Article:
After an encounter with strange bearded swordsman Master Yan (Wu Ma), Cheung is beguiled by a lute playing beauty played by Joey Wong. Walking corpses and her spirit family come between the two lovers.

Directed by Ching Siu-tung and produced by Tsui Hark, this enterprise may not add up to much in the end, but the film is a lot of fun to watch. A huge success in Asia that spawned two sequels, a TV series and cartoon, Sam Raimi was clearly influenced by the film's frenetic running camera when he made "Evil Dead 2".

A memorable sequence involves Cheung having to hide under the water level of a tub so that Wong's ghost family will not smell him. As she tries to get rid of the nosy spirits, Cheung's head pops up for air and is dunked back in with Jackie Chan-like acrobat timing.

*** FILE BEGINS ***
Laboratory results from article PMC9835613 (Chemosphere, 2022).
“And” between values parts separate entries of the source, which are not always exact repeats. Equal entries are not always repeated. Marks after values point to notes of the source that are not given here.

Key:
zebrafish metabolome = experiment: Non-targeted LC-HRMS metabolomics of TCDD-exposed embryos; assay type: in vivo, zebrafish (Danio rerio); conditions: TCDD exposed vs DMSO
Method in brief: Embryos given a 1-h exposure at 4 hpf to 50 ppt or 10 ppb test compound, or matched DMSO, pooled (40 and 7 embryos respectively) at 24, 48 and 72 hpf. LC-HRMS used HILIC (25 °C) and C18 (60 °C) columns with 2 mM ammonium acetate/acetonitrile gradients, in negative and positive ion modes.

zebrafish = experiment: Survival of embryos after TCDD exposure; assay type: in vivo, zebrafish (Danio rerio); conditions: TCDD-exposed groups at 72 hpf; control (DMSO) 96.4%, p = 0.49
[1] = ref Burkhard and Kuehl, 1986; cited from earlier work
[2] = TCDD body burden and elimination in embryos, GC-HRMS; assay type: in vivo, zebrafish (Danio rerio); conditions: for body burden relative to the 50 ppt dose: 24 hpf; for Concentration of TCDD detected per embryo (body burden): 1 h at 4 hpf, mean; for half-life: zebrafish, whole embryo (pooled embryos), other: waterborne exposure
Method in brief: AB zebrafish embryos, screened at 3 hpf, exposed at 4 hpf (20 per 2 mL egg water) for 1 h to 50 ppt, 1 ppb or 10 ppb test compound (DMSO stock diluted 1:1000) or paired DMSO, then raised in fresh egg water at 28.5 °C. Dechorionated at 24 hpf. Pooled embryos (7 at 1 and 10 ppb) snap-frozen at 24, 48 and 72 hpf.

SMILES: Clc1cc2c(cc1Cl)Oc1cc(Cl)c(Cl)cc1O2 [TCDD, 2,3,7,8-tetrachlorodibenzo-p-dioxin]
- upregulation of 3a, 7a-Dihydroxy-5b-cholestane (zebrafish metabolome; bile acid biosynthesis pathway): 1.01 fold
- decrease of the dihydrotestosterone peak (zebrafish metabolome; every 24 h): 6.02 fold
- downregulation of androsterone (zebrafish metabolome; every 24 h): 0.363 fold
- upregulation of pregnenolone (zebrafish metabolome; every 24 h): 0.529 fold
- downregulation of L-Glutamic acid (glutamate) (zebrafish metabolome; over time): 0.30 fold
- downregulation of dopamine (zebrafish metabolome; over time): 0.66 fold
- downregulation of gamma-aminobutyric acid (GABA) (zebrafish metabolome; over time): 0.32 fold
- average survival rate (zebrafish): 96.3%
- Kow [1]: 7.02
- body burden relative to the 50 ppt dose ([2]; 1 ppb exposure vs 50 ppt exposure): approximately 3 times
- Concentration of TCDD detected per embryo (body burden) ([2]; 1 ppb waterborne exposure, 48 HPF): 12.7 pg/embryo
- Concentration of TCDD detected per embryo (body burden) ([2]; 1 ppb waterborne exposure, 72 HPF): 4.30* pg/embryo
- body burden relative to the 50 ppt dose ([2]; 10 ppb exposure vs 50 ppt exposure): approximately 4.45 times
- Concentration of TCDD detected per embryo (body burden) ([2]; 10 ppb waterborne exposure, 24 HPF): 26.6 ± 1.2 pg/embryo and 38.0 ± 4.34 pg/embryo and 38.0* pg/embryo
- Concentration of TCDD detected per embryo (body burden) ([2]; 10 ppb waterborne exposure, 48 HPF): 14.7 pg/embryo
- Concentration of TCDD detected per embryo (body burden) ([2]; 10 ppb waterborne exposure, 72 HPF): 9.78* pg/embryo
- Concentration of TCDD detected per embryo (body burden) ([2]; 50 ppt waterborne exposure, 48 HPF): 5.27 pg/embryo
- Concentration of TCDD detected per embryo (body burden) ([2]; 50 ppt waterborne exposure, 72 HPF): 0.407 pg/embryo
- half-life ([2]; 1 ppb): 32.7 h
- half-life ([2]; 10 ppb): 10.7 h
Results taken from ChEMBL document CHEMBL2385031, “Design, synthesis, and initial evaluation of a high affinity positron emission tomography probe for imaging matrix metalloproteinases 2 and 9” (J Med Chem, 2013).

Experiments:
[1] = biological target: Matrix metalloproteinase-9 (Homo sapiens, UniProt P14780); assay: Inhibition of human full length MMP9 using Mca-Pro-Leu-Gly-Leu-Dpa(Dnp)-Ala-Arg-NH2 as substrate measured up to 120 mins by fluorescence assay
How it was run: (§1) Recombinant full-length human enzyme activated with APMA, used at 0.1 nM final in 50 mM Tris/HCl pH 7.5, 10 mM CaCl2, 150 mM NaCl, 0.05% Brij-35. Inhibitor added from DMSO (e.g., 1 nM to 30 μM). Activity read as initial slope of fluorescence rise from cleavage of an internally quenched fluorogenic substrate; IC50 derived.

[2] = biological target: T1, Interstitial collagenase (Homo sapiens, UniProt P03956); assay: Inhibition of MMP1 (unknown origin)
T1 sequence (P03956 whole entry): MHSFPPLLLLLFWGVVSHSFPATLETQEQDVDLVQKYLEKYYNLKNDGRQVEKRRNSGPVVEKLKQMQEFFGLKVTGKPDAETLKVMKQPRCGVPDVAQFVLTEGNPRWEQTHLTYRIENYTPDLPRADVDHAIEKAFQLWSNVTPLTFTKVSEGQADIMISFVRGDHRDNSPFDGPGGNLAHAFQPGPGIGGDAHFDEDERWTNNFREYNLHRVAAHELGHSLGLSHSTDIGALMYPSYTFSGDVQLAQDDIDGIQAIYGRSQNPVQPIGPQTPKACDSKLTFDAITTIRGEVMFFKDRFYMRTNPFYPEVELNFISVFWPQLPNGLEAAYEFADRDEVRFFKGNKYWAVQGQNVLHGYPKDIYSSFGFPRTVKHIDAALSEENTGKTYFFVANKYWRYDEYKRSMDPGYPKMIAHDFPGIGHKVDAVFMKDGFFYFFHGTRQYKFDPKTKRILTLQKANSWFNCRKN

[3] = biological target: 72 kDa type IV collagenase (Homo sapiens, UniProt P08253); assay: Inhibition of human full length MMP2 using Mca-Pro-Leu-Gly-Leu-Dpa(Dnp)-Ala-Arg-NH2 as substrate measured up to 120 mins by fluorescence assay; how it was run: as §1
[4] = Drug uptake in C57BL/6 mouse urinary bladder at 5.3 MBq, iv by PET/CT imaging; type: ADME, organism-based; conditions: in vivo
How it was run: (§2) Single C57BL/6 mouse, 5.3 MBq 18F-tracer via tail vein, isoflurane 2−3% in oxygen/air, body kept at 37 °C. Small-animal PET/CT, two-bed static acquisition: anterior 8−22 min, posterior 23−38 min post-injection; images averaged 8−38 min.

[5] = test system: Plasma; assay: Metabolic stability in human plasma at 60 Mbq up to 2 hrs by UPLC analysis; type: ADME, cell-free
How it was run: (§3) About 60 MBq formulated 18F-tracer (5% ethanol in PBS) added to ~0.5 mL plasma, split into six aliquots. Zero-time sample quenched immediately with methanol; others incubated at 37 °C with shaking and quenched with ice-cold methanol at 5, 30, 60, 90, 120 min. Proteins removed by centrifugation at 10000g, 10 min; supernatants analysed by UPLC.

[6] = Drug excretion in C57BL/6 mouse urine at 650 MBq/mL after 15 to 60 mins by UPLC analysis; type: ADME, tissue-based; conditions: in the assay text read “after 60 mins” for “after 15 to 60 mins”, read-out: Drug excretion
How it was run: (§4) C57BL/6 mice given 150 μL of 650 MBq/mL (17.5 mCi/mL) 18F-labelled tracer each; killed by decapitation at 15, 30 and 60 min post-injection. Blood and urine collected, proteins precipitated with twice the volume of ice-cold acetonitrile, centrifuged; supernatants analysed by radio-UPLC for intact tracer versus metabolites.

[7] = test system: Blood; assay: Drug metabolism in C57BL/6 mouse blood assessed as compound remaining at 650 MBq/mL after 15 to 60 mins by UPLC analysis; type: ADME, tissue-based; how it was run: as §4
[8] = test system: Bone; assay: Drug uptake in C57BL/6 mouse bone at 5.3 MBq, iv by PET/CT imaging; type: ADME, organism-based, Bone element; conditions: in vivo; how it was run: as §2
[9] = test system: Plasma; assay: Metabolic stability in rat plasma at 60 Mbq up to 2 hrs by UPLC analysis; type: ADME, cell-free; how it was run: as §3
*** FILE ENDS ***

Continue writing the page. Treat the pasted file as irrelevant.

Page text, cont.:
A gang of stop-motion corpses that recall Ray Harryhausen are also fun. Part of the film's success was no doubt the introduction of fantasy thrills and underworld chills to the martial arts picture. Loosely adapted by Yun Kai-Chi from Qing dynasty writer Pu Songling's "Strange Stories From A Chinese Studio".

Good 'n' weird
written by PDull April 1, 2005 - 2:55 PM PST
0 out of 1 members found this review helpful
This is an intricate lil' fantasy tale, with some of that cool "flying fu" made popular in "Crouching Tiger." The story involves a bizarre ghost love story triangle (quadrangle? pentangle? just plain tangle?) with a decent descent into hell to fight the soul-eating undead. Oh yeah, there's a battle with a 100-foot tongue, too! Very well made, and good for its strangeness, if'n you're in that mood!